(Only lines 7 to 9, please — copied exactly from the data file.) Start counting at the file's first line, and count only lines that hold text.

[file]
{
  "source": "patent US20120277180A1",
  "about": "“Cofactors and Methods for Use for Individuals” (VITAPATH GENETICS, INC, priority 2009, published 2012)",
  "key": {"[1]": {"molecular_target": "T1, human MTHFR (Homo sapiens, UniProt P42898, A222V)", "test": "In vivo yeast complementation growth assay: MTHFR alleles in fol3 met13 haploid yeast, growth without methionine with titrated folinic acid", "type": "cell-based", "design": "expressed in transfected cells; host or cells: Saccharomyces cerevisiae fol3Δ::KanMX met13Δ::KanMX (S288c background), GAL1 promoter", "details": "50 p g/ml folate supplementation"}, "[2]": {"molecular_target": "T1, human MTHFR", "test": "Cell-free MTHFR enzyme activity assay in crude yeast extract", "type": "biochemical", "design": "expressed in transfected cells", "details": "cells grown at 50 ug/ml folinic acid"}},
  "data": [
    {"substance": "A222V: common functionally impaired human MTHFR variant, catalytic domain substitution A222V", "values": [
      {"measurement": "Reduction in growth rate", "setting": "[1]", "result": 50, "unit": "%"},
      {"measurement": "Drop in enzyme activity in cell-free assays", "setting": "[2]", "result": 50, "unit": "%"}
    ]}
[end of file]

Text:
      {"measurement": "Reduction in growth rate", "setting": "[1]", "result": 50, "unit": "%"},
      {"measurement": "Drop in enzyme activity in cell-free assays", "setting": "[2]", "result": 50, "unit": "%"}
    ]}